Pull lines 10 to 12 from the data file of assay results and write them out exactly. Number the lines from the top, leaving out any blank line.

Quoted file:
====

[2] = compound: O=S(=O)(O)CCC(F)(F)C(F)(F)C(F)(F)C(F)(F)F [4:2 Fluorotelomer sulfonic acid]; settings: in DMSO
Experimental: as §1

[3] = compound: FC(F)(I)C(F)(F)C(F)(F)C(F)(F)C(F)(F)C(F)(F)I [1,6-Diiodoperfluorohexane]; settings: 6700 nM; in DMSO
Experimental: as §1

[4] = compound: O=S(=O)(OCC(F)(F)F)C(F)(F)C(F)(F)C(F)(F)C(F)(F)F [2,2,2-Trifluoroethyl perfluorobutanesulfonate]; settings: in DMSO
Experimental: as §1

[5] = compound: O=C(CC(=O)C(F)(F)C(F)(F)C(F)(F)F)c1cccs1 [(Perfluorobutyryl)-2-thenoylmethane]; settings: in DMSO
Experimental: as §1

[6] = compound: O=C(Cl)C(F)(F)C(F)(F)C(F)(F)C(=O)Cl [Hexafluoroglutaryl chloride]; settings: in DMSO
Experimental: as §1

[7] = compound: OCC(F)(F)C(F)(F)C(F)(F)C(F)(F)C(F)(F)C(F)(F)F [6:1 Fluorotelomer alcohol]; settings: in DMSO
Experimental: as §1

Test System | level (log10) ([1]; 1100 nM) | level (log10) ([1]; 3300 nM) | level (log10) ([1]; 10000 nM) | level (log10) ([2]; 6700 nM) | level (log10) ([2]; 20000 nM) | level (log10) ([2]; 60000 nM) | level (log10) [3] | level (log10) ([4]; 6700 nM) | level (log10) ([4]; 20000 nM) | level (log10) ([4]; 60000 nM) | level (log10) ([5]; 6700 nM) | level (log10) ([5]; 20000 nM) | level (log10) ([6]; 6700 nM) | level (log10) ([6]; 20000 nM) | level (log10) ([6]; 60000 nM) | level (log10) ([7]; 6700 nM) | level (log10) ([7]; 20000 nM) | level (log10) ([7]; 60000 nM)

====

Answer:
Experimental: as §1

[7] = compound: OCC(F)(F)C(F)(F)C(F)(F)C(F)(F)C(F)(F)C(F)(F)F [6:1 Fluorotelomer alcohol]; settings: in DMSO
Experimental: as §1